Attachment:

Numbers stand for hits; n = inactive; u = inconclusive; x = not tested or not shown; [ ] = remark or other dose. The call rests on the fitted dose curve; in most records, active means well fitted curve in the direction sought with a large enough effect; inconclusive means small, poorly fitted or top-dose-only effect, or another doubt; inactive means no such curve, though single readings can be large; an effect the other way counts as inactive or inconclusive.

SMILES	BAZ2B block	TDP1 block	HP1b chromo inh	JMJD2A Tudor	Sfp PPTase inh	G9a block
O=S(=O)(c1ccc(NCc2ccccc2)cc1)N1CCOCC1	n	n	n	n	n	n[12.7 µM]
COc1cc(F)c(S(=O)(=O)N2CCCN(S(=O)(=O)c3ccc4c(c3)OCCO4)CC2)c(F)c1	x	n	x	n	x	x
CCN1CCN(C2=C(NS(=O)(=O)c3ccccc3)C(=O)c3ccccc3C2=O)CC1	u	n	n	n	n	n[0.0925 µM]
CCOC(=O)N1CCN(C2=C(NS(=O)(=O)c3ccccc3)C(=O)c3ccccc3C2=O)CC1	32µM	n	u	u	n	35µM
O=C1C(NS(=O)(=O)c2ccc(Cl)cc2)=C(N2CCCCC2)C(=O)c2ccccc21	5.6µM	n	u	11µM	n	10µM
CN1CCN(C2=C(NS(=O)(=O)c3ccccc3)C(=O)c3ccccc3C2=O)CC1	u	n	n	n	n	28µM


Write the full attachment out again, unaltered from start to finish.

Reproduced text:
Numbers stand for hits; n = inactive; u = inconclusive; x = not tested or not shown; [ ] = remark or other dose. The call rests on the fitted dose curve; in most records, active means well fitted curve in the direction sought with a large enough effect; inconclusive means small, poorly fitted or top-dose-only effect, or another doubt; inactive means no such curve, though single readings can be large; an effect the other way counts as inactive or inconclusive.

SMILES	BAZ2B block	TDP1 block	HP1b chromo inh	JMJD2A Tudor	Sfp PPTase inh	G9a block
O=S(=O)(c1ccc(NCc2ccccc2)cc1)N1CCOCC1	n	n	n	n	n	n[12.7 µM]
COc1cc(F)c(S(=O)(=O)N2CCCN(S(=O)(=O)c3ccc4c(c3)OCCO4)CC2)c(F)c1	x	n	x	n	x	x
CCN1CCN(C2=C(NS(=O)(=O)c3ccccc3)C(=O)c3ccccc3C2=O)CC1	u	n	n	n	n	n[0.0925 µM]
CCOC(=O)N1CCN(C2=C(NS(=O)(=O)c3ccccc3)C(=O)c3ccccc3C2=O)CC1	32µM	n	u	u	n	35µM
O=C1C(NS(=O)(=O)c2ccc(Cl)cc2)=C(N2CCCCC2)C(=O)c2ccccc21	5.6µM	n	u	11µM	n	10µM
CN1CCN(C2=C(NS(=O)(=O)c3ccccc3)C(=O)c3ccccc3C2=O)CC1	u	n	n	n	n	28µM